Miracle Molecule Graphene Synthesized

Miracle Molecule Graphene Synthesized
Crystal structure of a graphene sheet. Credit: Yiming Hu

For more than a decade, researchers have tried to synthesize a new form of carbon called Graphene. However, they had limited success in this regard. These efforts are now coming to an end, thanks to new research from the University of Colorado Boulder.

Graphene is highly valued by researchers in industrial applications.

It also bears similarities to the "wonderful material" graphene, another type of carbon that was awarded the Nobel Prize in Physics in 2010. Theoretically, only a few pieces have been created so far.

This research, announced last week in Nature Synthesis, fills a long-standing gap in carbon materials science.

It potentially opens up whole new possibilities for electronics, optics and semiconductor materials research.

Researcher Yiming Hu said: “Those working in this field are really excited that this longstanding problem or this fictitious material is finally realizing.”

Researchers have long been interested in the construction of new or novel carbon allotropes, or forms of carbon, because of the industrial utility and versatility of carbon.

Carbon allotropes can be formed in a variety of ways, depending on how sp2, sp3, and sp hybridize to carbon (or carbon atoms can be variously bonded to other elements) and the corresponding bonds are used. The best-known allotropes of carbon are graphite (used in tools such as pens and batteries) and diamond, which are made from sp2 and sp3 carbon, respectively.

Researchers have successfully created various allotropes over the years using traditional chemistry methods, including fullerene (his discovery won the Nobel Prize in Chemistry in 1996) and graphene.

Researchers have successfully created various allotropes over the years using traditional chemistry methods, including fullerene (his discovery won the Nobel Prize in Chemistry in 1996) and graphene.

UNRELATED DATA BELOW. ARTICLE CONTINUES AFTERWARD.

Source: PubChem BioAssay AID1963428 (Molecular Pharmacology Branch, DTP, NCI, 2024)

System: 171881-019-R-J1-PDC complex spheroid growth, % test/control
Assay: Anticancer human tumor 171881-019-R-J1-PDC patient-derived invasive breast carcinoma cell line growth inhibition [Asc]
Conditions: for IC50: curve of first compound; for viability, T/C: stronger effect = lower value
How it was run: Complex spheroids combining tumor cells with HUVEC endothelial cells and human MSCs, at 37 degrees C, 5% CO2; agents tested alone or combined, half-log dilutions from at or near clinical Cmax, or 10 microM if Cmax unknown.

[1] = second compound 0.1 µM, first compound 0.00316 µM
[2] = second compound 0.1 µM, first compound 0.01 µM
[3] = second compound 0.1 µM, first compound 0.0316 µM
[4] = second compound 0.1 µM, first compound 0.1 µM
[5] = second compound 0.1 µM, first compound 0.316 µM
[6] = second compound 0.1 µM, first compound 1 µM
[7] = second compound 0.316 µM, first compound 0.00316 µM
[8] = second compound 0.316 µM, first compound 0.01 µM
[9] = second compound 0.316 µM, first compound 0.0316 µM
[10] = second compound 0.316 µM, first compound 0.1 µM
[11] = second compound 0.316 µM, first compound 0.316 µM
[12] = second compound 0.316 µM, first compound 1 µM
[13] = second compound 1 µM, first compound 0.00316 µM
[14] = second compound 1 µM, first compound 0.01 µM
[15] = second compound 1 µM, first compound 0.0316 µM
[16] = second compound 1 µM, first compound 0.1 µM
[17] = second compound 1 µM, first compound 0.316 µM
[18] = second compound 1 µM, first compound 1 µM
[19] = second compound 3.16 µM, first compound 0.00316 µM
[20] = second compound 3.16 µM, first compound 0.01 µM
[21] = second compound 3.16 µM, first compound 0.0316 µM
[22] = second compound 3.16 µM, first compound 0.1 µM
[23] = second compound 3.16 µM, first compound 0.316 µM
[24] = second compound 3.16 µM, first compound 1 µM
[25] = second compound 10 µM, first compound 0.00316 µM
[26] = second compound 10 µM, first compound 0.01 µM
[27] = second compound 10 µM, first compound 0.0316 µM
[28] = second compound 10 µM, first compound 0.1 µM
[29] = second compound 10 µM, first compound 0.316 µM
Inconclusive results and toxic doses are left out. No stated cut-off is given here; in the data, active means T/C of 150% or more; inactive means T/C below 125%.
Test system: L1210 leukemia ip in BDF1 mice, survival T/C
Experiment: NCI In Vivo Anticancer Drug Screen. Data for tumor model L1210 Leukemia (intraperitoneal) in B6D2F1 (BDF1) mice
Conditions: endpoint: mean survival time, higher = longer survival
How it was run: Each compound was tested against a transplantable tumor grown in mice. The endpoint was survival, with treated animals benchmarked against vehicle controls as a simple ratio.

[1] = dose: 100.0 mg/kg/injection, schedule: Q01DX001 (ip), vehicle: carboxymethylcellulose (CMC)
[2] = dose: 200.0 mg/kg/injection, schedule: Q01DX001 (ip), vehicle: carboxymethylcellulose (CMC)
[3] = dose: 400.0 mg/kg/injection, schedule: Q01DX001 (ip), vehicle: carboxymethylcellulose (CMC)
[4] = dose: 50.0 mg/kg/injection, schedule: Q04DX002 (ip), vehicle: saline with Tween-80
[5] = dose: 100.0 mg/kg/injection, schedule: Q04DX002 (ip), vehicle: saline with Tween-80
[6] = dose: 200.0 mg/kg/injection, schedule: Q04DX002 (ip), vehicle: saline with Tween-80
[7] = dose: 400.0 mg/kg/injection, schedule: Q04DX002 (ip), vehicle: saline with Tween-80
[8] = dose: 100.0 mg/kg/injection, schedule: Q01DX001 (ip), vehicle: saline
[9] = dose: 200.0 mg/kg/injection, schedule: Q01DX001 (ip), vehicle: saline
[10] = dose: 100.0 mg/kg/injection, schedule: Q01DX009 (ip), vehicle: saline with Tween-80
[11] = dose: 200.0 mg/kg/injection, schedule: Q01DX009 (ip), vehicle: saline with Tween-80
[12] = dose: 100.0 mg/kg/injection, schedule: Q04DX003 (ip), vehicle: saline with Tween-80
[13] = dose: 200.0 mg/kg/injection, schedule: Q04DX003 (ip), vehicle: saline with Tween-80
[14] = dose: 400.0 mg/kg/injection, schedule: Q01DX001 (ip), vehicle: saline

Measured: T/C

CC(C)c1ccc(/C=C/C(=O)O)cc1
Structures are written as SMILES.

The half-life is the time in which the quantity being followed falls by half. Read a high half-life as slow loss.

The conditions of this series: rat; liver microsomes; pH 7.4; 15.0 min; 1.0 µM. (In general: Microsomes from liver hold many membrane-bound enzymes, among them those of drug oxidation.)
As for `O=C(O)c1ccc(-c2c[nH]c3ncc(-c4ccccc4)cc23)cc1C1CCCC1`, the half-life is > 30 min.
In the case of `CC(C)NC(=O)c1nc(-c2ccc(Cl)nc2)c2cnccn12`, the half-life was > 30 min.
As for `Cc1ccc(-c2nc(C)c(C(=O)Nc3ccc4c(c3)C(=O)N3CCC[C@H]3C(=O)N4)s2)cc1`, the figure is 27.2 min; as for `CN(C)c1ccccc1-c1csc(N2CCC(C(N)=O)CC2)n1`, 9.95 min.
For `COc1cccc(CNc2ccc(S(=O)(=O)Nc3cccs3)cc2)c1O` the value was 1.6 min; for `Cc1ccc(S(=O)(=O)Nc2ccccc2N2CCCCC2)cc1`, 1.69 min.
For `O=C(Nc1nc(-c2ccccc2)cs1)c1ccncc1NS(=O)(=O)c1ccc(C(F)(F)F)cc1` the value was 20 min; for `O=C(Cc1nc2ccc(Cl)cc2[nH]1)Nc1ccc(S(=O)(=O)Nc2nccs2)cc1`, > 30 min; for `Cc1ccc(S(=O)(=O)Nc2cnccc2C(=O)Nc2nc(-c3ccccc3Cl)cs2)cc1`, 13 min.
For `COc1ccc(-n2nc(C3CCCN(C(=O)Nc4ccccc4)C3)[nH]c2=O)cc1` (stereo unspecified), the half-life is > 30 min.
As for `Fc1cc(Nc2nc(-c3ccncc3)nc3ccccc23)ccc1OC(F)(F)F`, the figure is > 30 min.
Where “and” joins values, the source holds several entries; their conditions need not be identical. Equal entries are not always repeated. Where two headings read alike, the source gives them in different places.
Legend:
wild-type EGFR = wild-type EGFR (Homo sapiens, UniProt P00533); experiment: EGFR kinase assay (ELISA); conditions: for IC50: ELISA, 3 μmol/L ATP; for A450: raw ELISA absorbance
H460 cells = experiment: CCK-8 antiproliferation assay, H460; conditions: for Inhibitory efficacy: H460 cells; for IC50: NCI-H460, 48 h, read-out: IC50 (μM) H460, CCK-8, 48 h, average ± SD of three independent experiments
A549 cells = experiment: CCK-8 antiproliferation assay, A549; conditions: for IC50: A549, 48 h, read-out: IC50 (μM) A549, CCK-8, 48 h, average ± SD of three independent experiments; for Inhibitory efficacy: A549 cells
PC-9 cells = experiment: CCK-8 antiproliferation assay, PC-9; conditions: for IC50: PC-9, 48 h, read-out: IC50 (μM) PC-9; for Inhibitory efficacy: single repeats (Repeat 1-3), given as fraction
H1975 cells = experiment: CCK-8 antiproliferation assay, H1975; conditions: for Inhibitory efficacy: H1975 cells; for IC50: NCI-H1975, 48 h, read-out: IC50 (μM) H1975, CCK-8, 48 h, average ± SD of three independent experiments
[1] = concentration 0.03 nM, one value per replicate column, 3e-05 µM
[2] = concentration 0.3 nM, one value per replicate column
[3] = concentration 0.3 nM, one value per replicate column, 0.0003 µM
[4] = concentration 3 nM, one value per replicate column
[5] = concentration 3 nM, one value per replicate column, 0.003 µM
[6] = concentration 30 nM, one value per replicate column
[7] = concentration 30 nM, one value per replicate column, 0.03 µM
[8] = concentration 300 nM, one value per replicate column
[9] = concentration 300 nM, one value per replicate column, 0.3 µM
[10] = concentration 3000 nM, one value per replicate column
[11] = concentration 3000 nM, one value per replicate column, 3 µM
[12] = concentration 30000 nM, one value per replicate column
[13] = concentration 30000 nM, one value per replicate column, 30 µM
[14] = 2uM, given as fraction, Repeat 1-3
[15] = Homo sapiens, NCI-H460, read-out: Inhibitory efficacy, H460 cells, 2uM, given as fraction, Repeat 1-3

However, these methods do not allow for large amounts of co-synthesis of different carbon species, as is required for graphene. Thought to have unmatched electron conductivity, mechanical and optical properties, he left this theoretical material as mere theory.

However, it was the need for the unconventional that prompted those in the field to contact Wei Zhang's lab group.

Zhang, a professor of chemistry at the University of Colorado Boulder, studies reversible chemistry, which allows bonds to self-correct and allows for the creation of new ordered structures, or lattices, such as hexagonal lattices.

Zhang's statements are as follows;

Creating graphene “is a really old, long-standing question, but interest has waned as synthetic tools are limited.”

A student in Zhang's lab group commented. “We resurfaced the issue and used a new tool to fix an old issue that was really important.” We used a technique known as alkyne metathesis.

This is an organic reaction involving the redistribution of alkyne chemical bonds, also known as cutting and reforming (a type of hydrocarbon with at least one carbon-carbon triple covalent bond).
In addition to thermodynamic and kinetic control, the group was able to successfully create something that had never been done before: a material with the conductivity of graphene but controlled.

"There's a big difference (between graphene and graphene), but it's a good one," Zhang said. Said. “This has the potential to be next-generation wonder material. That's why everyone is so excited."

While the material has been successfully created, the team wants to explore its properties, such as how it can be created and manipulated on a large scale.

“We're really trying to explore this new material multidimensionally, both experimentally and theoretically, from the atomic level to real devices,” Zhang says of the next steps.

These efforts should help determine how the material's electron-conducting and optical properties can be used in industrial applications such as lithium-ion batteries.

The explanations continue as follows.

“We hope in the future we can reduce costs and simplify the reaction procedure so that people can truly benefit from our research.”

According to Zhang, this work could not have been completed without the assistance of an interdisciplinary team, and he added, "This work probably could not have been done without the support of the physics department, without some support from colleagues."

source: phys.org

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